The measures recently proposed by the Minister of Finance is focussed on reducing expenditure but with the immediate consequence of a number of people being removed from a job with reduced ability to support their families and contribute to the circular flow of revenue. The government must also take three other important initiatives: (1) creatively develop the existing pillars of the economy such as agriculture, creative industries, financial services, manufacturing (selected), renewable energy and tourism; (2) be creative and establish an incentivised driven enterprise development environment for entrepreneurs in the making, start-up entrepreneurs with growth potential, investors and policy makers (this can also encourage the retrenched individuals to march freely into enterprise development) to grow the economy and increase its taxation revenue and decrease the balance of payments deficits; and (3) increase the productivity, through incentives, of those left in government employment.
These will all require funding which the government itself will not be able to provide because of its current impecunious state. There is no shortage of ideas from which we can derive innovative products and services to export to the global market. There is no shortage of management expertise in the world. There is no shortage of investment funds in the private sector and in the Diaspora, surely there is enough expertise around to exploit this opportunity.
We just need to adopt this vision and garner the will to proceed. The expertise is there, the technical models are there let us embrace the vision and turn it into action.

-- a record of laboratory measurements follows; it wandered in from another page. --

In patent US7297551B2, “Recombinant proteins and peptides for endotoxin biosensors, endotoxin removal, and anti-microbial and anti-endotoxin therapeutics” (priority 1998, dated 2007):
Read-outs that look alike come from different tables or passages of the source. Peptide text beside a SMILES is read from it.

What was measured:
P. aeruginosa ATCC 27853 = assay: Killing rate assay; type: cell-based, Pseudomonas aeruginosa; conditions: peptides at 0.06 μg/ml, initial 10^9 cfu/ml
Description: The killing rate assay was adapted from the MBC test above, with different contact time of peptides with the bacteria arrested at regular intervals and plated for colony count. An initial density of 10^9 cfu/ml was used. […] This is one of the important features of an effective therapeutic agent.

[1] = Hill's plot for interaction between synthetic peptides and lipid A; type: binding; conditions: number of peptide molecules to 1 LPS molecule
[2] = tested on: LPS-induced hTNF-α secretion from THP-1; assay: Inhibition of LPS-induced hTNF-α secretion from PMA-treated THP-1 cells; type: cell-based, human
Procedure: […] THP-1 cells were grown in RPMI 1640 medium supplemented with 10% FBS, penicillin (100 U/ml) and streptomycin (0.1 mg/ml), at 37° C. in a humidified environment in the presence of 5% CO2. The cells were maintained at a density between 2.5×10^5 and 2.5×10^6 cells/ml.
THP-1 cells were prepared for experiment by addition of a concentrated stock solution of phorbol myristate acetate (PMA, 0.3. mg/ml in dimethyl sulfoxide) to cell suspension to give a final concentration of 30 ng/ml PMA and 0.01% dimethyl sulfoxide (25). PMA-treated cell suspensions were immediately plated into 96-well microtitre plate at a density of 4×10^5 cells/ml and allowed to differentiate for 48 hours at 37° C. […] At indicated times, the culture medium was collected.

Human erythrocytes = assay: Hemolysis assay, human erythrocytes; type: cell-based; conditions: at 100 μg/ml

Only three weeks ago Dr. Victor Gooding, Barbadian Olympian and Senior Satellite Systems Scientist at Telesat Canada, delivered the 38th Annual Sir Winston Scott memorial lecture mounted by the Central Bank of Barbados. He spoke on the topic “View from 45 years North: A Barbadian Living in Canada”. He advised in a televised Discussion Forum the day after the lecture that “the Government should do whatever it has to do to initiate a strategy that would incentivise the private sector to mobilise the expertise, experience and finance in the Diaspora, particularly to assist with financial investment in enterprises as the entrepreneurial revolution develops”.
Melissa Marchand, publisher of Global News Matters which produces the fortnightly Market Dynamics Caribbean, observed that “This is the second time in four months S&P has lowered Barbados’ rating, this time from BB-plus to BB-minus, which is not a horrendous reduction, but we want to keep watching to see how the government responds to their new ratings and how their moves might affect business and individuals in the country and beyond”
Marchand contended the role for Public Private Partnerships, such as exists in Barbados, was definitely worth watching, “particularly in the growth areas of international business, financial services and renewable energy where demonstrable growth can kick start an economic recovery.”
In the latest edition of Market Dynamics Caribbean Barbados’ PPP is referenced.